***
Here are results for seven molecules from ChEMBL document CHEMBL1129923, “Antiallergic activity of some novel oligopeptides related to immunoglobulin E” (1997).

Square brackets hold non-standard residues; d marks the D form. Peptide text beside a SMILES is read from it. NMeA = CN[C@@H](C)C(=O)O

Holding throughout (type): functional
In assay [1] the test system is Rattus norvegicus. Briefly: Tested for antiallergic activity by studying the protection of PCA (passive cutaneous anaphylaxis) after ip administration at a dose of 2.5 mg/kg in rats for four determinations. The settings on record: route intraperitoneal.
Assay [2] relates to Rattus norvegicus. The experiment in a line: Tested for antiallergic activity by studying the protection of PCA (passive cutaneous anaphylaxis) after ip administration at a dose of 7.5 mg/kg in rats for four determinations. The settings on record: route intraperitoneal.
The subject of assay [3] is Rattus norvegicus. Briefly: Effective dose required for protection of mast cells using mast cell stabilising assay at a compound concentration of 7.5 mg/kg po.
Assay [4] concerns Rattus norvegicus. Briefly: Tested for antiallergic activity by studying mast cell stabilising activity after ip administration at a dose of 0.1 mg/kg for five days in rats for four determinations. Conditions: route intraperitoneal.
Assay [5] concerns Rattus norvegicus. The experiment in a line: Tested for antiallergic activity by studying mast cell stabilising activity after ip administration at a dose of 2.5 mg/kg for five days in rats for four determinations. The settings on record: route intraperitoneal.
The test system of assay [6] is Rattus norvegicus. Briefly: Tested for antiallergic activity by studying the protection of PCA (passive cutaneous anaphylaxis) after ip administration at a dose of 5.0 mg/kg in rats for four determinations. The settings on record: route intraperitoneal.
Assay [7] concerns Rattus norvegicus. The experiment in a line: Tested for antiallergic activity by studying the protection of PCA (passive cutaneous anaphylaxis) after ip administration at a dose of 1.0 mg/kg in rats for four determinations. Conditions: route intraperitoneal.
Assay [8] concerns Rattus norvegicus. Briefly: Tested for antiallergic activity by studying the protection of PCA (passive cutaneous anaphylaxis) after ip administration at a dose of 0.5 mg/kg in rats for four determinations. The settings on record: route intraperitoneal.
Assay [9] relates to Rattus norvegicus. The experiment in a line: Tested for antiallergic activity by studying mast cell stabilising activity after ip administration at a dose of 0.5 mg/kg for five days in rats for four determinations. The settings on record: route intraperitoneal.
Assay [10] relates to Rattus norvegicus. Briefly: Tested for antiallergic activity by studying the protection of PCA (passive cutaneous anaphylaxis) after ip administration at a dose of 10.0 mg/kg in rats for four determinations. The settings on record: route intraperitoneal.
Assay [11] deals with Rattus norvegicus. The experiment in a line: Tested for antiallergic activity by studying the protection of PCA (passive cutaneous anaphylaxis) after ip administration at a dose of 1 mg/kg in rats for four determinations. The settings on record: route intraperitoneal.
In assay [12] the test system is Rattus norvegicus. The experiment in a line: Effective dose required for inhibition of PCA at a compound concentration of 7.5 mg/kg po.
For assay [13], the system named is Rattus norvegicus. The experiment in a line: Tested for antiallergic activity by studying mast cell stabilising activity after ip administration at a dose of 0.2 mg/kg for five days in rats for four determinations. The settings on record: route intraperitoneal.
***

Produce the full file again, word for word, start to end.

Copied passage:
Here are results for seven molecules from ChEMBL document CHEMBL1129923, “Antiallergic activity of some novel oligopeptides related to immunoglobulin E” (1997).

Square brackets hold non-standard residues; d marks the D form. Peptide text beside a SMILES is read from it. NMeA = CN[C@@H](C)C(=O)O

Holding throughout (type): functional
In assay [1] the test system is Rattus norvegicus. Briefly: Tested for antiallergic activity by studying the protection of PCA (passive cutaneous anaphylaxis) after ip administration at a dose of 2.5 mg/kg in rats for four determinations. The settings on record: route intraperitoneal.
Assay [2] relates to Rattus norvegicus. The experiment in a line: Tested for antiallergic activity by studying the protection of PCA (passive cutaneous anaphylaxis) after ip administration at a dose of 7.5 mg/kg in rats for four determinations. The settings on record: route intraperitoneal.
The subject of assay [3] is Rattus norvegicus. Briefly: Effective dose required for protection of mast cells using mast cell stabilising assay at a compound concentration of 7.5 mg/kg po.
Assay [4] concerns Rattus norvegicus. Briefly: Tested for antiallergic activity by studying mast cell stabilising activity after ip administration at a dose of 0.1 mg/kg for five days in rats for four determinations. Conditions: route intraperitoneal.
Assay [5] concerns Rattus norvegicus. The experiment in a line: Tested for antiallergic activity by studying mast cell stabilising activity after ip administration at a dose of 2.5 mg/kg for five days in rats for four determinations. The settings on record: route intraperitoneal.
The test system of assay [6] is Rattus norvegicus. Briefly: Tested for antiallergic activity by studying the protection of PCA (passive cutaneous anaphylaxis) after ip administration at a dose of 5.0 mg/kg in rats for four determinations. The settings on record: route intraperitoneal.
Assay [7] concerns Rattus norvegicus. The experiment in a line: Tested for antiallergic activity by studying the protection of PCA (passive cutaneous anaphylaxis) after ip administration at a dose of 1.0 mg/kg in rats for four determinations. Conditions: route intraperitoneal.
Assay [8] concerns Rattus norvegicus. Briefly: Tested for antiallergic activity by studying the protection of PCA (passive cutaneous anaphylaxis) after ip administration at a dose of 0.5 mg/kg in rats for four determinations. The settings on record: route intraperitoneal.
Assay [9] relates to Rattus norvegicus. The experiment in a line: Tested for antiallergic activity by studying mast cell stabilising activity after ip administration at a dose of 0.5 mg/kg for five days in rats for four determinations. The settings on record: route intraperitoneal.
Assay [10] relates to Rattus norvegicus. Briefly: Tested for antiallergic activity by studying the protection of PCA (passive cutaneous anaphylaxis) after ip administration at a dose of 10.0 mg/kg in rats for four determinations. The settings on record: route intraperitoneal.
Assay [11] deals with Rattus norvegicus. The experiment in a line: Tested for antiallergic activity by studying the protection of PCA (passive cutaneous anaphylaxis) after ip administration at a dose of 1 mg/kg in rats for four determinations. The settings on record: route intraperitoneal.
In assay [12] the test system is Rattus norvegicus. The experiment in a line: Effective dose required for inhibition of PCA at a compound concentration of 7.5 mg/kg po.
For assay [13], the system named is Rattus norvegicus. The experiment in a line: Tested for antiallergic activity by studying mast cell stabilising activity after ip administration at a dose of 0.2 mg/kg for five days in rats for four determinations. The settings on record: route intraperitoneal.